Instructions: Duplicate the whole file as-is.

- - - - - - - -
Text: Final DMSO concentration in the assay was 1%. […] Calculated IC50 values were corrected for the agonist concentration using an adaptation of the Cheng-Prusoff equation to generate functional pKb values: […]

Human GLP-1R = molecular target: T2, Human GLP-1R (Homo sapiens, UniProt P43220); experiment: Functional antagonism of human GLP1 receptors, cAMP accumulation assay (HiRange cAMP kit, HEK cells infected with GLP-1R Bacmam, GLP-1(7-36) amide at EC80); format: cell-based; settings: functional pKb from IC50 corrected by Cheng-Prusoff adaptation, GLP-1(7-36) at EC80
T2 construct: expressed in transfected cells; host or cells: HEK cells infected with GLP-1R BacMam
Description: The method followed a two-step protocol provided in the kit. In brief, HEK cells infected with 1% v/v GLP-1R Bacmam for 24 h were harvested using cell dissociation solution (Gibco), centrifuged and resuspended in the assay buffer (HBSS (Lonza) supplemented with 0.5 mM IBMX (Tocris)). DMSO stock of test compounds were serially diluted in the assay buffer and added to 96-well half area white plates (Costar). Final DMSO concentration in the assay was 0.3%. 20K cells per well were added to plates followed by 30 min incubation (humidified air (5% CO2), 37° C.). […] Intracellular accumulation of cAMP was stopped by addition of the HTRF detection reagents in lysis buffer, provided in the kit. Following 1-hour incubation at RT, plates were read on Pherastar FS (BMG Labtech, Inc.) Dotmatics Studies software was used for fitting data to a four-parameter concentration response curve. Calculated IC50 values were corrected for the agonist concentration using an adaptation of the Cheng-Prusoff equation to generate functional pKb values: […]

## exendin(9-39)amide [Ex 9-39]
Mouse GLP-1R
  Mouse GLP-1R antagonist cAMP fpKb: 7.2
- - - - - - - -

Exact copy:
Text: Final DMSO concentration in the assay was 1%. […] Calculated IC50 values were corrected for the agonist concentration using an adaptation of the Cheng-Prusoff equation to generate functional pKb values: […]

Human GLP-1R = molecular target: T2, Human GLP-1R (Homo sapiens, UniProt P43220); experiment: Functional antagonism of human GLP1 receptors, cAMP accumulation assay (HiRange cAMP kit, HEK cells infected with GLP-1R Bacmam, GLP-1(7-36) amide at EC80); format: cell-based; settings: functional pKb from IC50 corrected by Cheng-Prusoff adaptation, GLP-1(7-36) at EC80
T2 construct: expressed in transfected cells; host or cells: HEK cells infected with GLP-1R BacMam
Description: The method followed a two-step protocol provided in the kit. In brief, HEK cells infected with 1% v/v GLP-1R Bacmam for 24 h were harvested using cell dissociation solution (Gibco), centrifuged and resuspended in the assay buffer (HBSS (Lonza) supplemented with 0.5 mM IBMX (Tocris)). DMSO stock of test compounds were serially diluted in the assay buffer and added to 96-well half area white plates (Costar). Final DMSO concentration in the assay was 0.3%. 20K cells per well were added to plates followed by 30 min incubation (humidified air (5% CO2), 37° C.). […] Intracellular accumulation of cAMP was stopped by addition of the HTRF detection reagents in lysis buffer, provided in the kit. Following 1-hour incubation at RT, plates were read on Pherastar FS (BMG Labtech, Inc.) Dotmatics Studies software was used for fitting data to a four-parameter concentration response curve. Calculated IC50 values were corrected for the agonist concentration using an adaptation of the Cheng-Prusoff equation to generate functional pKb values: […]

## exendin(9-39)amide [Ex 9-39]
Mouse GLP-1R
  Mouse GLP-1R antagonist cAMP fpKb: 7.2